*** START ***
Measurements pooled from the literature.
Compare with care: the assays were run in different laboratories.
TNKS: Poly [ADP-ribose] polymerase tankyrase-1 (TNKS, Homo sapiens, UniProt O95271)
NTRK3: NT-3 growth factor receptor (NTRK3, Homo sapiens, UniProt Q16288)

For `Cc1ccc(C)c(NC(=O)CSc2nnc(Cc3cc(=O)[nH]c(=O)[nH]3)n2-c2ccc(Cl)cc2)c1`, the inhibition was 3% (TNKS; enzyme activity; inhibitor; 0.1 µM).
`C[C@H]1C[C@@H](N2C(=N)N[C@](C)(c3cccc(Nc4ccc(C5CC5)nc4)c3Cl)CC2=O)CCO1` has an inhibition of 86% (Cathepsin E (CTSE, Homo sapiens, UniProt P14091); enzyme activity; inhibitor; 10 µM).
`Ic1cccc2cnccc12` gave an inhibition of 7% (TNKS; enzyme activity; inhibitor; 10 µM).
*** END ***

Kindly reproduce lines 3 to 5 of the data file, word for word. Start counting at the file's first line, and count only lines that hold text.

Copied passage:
TNKS: Poly [ADP-ribose] polymerase tankyrase-1 (TNKS, Homo sapiens, UniProt O95271)
NTRK3: NT-3 growth factor receptor (NTRK3, Homo sapiens, UniProt Q16288)

For `Cc1ccc(C)c(NC(=O)CSc2nnc(Cc3cc(=O)[nH]c(=O)[nH]3)n2-c2ccc(Cl)cc2)c1`, the inhibition was 3% (TNKS; enzyme activity; inhibitor; 0.1 µM).